I grew up with a smoker. My mother, who suffers from both schizophrenia and anxiety, was a three pack a day smoker when I was growing up. I loathed her smoking so much that I did everything a little kid could do to stop her from the act. I remember stomping on her cigarettes and even throwing them out the window all to no avail. My mother would try to quit but it never seemed to work out. One method which finally did work was she went to a hypnotist. His name was “Master G” or something similar. I went too so I got to see how this was done. The hypnotist actually had one of those little balls on a chain that he swung back and forth. I was dubious that it could actually work. But when we got home, my mother miraculously stopped smoking. That is, until one of the cigarette companies sent her a free pack to try in the mail about a year later. My mother could not resist and her addiction started all over again.
Not being a smoker myself, I could never understand the addiction or the craving for nicotine. When I asked my mother about why she smoked, she always said it calmed her nerves and she was too anxious to not smoke. But was this and is this really true? I know this is what she did believe.
We know now that there is a definite link between mental health disorders and smoking. If you look on the American Academy of Family Physicians website you will see a listing of articles about how individuals having a mental disorder are more likely to smoke, sometimes as a way to “self medicate.” Here are some of the facts as cited on this website by The Tobacco Cessation Leadership Network:
• Rates of smoking are 2-4 times higher among people with psychiatric disorders and substance use disorders.
• 60% of current smokers report a past or current history of a mental health diagnosis sometime in their lifetime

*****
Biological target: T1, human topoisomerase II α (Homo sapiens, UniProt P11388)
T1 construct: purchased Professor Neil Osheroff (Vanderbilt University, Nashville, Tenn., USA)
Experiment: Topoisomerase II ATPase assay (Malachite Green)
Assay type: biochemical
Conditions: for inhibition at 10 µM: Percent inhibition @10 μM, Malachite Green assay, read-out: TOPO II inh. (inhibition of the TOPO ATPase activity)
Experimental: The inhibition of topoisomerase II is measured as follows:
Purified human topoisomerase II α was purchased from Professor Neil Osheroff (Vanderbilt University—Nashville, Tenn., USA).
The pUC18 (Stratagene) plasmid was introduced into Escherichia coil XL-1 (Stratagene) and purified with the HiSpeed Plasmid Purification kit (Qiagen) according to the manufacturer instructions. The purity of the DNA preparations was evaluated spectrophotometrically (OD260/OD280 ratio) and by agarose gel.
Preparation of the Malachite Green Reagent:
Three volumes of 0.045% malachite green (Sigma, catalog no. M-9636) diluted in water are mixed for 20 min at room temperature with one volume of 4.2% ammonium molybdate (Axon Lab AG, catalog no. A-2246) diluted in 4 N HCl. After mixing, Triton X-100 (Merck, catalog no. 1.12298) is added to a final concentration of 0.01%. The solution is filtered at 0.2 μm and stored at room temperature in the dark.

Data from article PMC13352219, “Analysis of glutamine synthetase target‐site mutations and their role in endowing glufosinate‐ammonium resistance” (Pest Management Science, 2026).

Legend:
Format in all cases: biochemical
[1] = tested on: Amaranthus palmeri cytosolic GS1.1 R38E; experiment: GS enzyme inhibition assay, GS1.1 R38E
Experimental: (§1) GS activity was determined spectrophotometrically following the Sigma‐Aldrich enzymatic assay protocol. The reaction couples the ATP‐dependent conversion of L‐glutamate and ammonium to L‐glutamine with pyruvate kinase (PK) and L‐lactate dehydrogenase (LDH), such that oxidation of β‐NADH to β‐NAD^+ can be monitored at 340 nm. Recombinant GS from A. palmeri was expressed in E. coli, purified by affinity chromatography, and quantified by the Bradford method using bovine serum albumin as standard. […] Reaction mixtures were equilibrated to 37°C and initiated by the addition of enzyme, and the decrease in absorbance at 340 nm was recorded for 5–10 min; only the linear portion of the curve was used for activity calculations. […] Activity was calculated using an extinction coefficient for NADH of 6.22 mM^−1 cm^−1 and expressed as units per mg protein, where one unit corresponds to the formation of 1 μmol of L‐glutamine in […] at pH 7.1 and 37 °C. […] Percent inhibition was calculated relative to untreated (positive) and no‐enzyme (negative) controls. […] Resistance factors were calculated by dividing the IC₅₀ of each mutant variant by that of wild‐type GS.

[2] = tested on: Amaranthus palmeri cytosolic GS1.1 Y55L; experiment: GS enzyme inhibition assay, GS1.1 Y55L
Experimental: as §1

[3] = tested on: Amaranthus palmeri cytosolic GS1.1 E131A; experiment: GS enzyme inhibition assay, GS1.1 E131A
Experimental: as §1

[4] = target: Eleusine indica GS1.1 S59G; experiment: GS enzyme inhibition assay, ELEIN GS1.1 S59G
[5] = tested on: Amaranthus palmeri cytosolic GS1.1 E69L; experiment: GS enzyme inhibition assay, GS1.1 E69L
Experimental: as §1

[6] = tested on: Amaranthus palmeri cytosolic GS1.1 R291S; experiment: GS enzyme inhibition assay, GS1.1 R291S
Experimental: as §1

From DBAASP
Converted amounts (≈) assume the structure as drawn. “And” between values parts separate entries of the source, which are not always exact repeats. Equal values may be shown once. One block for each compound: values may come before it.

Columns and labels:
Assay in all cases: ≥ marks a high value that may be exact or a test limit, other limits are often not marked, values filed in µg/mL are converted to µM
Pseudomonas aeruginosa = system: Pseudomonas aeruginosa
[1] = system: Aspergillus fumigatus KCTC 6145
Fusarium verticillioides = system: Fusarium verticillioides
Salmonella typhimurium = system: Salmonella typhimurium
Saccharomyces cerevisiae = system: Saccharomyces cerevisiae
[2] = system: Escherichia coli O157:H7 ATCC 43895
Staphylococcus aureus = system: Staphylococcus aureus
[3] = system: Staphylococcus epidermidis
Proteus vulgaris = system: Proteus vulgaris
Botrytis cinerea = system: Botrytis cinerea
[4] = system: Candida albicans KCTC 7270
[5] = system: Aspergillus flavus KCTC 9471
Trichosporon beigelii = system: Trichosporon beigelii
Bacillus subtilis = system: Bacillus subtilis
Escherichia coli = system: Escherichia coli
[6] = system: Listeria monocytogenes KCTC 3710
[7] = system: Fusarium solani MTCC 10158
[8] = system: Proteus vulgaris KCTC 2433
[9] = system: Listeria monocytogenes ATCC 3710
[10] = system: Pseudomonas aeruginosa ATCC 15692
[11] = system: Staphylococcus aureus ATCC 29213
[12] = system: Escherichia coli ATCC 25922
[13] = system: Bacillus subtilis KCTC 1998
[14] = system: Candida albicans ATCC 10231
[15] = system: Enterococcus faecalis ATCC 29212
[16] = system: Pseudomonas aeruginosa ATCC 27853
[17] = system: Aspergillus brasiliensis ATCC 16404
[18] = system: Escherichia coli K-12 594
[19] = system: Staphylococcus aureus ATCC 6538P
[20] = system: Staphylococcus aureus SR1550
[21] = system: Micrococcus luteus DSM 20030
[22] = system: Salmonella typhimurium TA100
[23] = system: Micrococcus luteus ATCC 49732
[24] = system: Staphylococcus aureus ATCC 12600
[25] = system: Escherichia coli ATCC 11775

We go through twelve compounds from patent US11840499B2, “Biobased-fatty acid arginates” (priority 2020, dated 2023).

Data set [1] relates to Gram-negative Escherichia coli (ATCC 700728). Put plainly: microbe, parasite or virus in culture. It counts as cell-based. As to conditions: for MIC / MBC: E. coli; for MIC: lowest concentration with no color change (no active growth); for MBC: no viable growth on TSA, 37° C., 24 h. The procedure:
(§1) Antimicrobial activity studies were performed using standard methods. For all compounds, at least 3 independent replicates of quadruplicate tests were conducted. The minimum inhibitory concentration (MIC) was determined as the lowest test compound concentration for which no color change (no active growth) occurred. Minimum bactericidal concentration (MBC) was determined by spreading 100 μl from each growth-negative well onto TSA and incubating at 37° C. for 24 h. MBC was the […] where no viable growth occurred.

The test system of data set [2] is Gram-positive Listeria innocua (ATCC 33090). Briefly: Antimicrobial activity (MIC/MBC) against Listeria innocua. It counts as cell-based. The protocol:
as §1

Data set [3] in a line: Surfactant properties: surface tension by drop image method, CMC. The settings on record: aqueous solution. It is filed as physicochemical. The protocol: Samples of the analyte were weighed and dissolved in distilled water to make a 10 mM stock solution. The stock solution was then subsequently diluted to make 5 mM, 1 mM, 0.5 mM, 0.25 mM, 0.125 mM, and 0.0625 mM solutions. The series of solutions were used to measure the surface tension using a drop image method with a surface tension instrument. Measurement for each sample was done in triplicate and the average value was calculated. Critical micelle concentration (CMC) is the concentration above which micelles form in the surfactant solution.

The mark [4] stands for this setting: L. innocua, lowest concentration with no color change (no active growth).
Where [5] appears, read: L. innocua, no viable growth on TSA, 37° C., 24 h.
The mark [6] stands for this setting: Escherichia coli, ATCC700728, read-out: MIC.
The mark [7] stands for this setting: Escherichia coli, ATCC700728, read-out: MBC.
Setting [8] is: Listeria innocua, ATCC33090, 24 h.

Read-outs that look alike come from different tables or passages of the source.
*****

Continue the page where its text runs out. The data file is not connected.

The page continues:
• Among current smokers, the most common current (within the last 30 days) mental health diagnoses are: Major Depressive Disorder, Substance Abuse, Alcohol Abuse, and Anxiety disorders.
So we know that persons with mental health issues including anxiety disorders are more likely to be smokers. But getting back to the reason my mother gave for smoking, does smoking relieve anxiety or does it create it? If you look at the scientific literature the answer becomes clear. Smoking appears to increase one’s risk for anxiety related disorders especially panic attacks.
Here are some the results and conclusions about smoking causing anxiety related symptoms from psychiatric studies:
• A 2002 article in The American Journal of Psychiatry concludes that: “Previous epidemiologic studies have found a higher risk of panic disorder in early adulthood among those who smoke cigarettes during adolescence, offering support for the hypothesis that cigarette smoking may increase the risk of the development of panic and other anxiety disorders.”
• A 1999 study cited in the Archives of General Psychiatry reported that daily smoking increased the risk for the first episode of panic attack in the user.
• The authors of a 2001 article, “Nicotine Addiction and Other Psychiatric Disorders” in concluded that smoking rates were elevated by 56% in patients with panic disorder as compared to controls. Also heavy smoking in adolescence (greater than one pack a day) in adolescence was associated with a higher risk of panic disorder, generalized anxiety disorder, and agoraphobia.”
It appears that smoking in adolescence is of particular concern for having more of a risk for developing panic attacks. This is the age when many people do start smoking. It is reported by many ex-smokers that the cessation of smoking has led them to feel more calm and less anxious.
What are your thoughts? Are you a smoker who suffers from anxiety and/or panic attacks? Do you think there is any relationship between your smoking and anxiety related symptoms? Do we have any ex-smokers here? How did you quit? And do you find that your anxiety symptoms are greater or lesser now that you have stopped smoking? You know we love to hear from you so please do join in the discussion.
For more information about smoking and its effects upon your health and also how to quit smoking please read these Health Central articles:
Breslau, N., & Klein, D.F., (1999) Smoking and Panic Attacks: An Epidemiologic Investigation. Archives of General Psychiatry, 56:1141-1147.
George, T.P., & Vessicchio, J.C., (2001) Nicotine Addiction and Other Psychiatric Disorders. Psychiatric Times, 18: 2
Goodwin, R., & Hamilton, S.P., (2002) Cigarette Smoking and Panic: The Role of Neuroticism. The American Journal of Psychiatry, 159:1208-1213